kfujioka

Christmas in Volant.. and the wood just kept coming

In Uncategorized on December 21, 2009 at 7:16 am

Christmas was important to dad even though we never saw him. We heard him. Mom and I would be dressing the ham and hear the comforting sound of his axe hit the wood, whack… whack…. wack… then a groan as he lifted the pile and his ski boots padding through the snow toward the house. He’d stop at the door to throw them in and then he was gone. But he died in 1970 and we all missed him, and still do.

My brother would take his place. Fred, and his wife would come in around 1pm and Fred would take off his boots at the front door and carry them in, kiss mom in the kitchen, then put them on again and go out the back door to chop wood for the fireplace. The girls were inside with the pig. The man outback cutting wood. That was before she married Stan.

Stan changed everything and nothing. He was quiet too, assuming his place out back at the wood pile….whack…whack …whack…then the back door would open and the freshly cut wood suddenly appeared. My brother had two children by then and his youngest, Heather, would cling to mom’s legs as she moved from the sink to the stove and back to the sink. When the top half of mother’s body seemed to disappear into the refrigerator, Heather would cry out in delight. “Peek a boo!”

But last Christmas, before mom sold the house, it was different. It was me. Just me. On the phone long distance listening to her words drift in and out of the tiny holes in the ear piece of the mobi, from Volant, PA to Takasaki Japan and back again.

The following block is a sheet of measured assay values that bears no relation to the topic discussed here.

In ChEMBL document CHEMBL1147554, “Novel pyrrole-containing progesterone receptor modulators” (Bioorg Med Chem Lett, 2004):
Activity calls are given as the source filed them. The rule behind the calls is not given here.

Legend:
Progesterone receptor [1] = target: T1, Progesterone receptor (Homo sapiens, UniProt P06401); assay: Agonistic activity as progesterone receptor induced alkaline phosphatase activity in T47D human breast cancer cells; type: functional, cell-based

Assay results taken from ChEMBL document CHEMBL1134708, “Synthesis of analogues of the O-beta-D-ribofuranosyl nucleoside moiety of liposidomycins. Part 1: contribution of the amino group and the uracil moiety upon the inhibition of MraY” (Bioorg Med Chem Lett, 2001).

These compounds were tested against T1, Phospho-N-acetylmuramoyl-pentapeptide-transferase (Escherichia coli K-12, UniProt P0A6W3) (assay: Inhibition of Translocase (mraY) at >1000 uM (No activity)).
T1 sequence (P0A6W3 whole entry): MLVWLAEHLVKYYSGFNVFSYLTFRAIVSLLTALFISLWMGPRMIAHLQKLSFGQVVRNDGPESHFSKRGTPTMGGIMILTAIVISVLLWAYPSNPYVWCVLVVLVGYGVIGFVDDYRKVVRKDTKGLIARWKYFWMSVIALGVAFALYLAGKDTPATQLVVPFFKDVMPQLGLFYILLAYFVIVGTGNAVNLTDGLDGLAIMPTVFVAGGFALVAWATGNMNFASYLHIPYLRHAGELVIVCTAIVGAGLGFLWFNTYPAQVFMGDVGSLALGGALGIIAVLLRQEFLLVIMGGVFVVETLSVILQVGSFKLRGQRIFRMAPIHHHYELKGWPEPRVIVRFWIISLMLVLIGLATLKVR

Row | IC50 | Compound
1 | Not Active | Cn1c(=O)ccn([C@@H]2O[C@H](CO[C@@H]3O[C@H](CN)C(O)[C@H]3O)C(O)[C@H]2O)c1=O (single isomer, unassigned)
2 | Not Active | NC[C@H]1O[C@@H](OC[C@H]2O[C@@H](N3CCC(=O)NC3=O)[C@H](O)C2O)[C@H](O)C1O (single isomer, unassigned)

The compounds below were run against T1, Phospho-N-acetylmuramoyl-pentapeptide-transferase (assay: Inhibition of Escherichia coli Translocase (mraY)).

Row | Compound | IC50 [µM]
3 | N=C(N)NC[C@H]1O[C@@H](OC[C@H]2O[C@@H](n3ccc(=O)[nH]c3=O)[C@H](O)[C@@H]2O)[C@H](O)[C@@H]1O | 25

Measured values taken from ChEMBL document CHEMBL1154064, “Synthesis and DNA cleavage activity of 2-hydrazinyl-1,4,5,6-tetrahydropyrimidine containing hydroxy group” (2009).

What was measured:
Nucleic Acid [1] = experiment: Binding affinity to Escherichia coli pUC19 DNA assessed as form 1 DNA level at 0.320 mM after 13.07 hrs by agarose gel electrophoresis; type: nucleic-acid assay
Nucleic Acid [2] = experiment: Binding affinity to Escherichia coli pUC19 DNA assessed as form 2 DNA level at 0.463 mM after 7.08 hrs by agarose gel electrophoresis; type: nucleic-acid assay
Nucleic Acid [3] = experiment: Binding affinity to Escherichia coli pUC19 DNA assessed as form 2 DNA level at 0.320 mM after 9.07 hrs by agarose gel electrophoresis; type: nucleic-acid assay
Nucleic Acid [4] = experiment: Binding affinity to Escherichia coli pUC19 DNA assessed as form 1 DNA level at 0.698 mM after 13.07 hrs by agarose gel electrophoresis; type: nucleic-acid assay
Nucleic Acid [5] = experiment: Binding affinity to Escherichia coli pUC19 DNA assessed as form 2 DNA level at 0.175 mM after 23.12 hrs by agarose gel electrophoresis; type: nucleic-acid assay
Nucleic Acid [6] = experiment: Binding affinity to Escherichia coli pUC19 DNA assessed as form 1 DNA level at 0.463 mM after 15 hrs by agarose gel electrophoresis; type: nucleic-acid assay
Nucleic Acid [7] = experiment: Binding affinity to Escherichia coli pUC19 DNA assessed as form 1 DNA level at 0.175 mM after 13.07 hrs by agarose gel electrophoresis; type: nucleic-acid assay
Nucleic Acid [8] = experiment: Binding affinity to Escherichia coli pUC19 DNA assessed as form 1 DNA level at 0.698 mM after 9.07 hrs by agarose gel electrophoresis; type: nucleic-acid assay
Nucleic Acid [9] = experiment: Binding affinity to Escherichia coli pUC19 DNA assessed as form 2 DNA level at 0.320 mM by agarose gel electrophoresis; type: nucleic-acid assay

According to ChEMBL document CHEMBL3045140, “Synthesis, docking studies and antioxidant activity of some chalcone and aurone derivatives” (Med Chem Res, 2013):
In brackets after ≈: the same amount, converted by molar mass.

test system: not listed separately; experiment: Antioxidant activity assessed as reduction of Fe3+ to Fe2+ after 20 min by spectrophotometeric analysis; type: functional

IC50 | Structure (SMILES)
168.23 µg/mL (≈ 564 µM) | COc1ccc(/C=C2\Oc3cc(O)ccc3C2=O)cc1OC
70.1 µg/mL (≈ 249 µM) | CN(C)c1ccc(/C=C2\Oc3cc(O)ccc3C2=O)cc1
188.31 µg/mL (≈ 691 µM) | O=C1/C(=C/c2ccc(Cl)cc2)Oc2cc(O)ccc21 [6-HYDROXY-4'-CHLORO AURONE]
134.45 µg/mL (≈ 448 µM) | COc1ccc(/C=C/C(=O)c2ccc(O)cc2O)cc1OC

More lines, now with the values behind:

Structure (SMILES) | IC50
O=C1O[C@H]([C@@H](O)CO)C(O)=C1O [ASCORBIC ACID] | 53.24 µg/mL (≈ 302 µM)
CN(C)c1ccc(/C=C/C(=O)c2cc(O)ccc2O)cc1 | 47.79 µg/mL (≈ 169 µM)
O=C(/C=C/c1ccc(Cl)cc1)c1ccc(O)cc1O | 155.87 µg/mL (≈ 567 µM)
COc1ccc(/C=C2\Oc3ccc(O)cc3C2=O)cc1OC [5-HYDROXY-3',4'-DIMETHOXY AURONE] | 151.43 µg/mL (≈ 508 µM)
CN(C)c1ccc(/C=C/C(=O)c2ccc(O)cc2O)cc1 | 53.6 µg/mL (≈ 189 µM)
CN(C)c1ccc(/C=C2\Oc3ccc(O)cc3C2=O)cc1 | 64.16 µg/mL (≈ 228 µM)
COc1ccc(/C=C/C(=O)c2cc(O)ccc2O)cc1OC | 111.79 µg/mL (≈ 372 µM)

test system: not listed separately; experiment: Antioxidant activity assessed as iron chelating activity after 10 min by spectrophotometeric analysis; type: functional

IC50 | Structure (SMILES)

She was nervous about my brother coming through in the snow. They had to drive all the way from Pittsburgh. There was a blizzard warning. The tv screen showed a red tape warning sign at the bottom and beeped loudly in between the verbal warning not to go out in the weather. The nurse had called me before mother got on, explaining the weather situation and mother’s agitation.

“They’ll be coming soon, mother” I assured her. It was already 1:30pm in EST in the U.S. He was only 30 minutes late.
I sat on the futon on the tatami mat floor, with my husband still laying down. It was 2:30 am on the 26th. I turned on the night light, keeping the phone cradled to my neck. It was hard to hear her. She was talking to the nurse in the background. I waited for her to return on the other end. I looked at my husband who was sitting up now, looking at his watch, making a face. ($3.40 a minute in dead silence.) I shrugged. Then her voice came back on strong and clear, almost excited.
“I hear Richard out back.” she giggled.
“Richard?” I asked.
“Your father’s getting the wood ready.”
I sighed.
Father had been dead since 1970.
My brother’s voice came on the phone. I felt relieved. I spoke to my sister-in –law and nieces and nephew. It was Christmas again. And like all the years before, the wood just kept coming.

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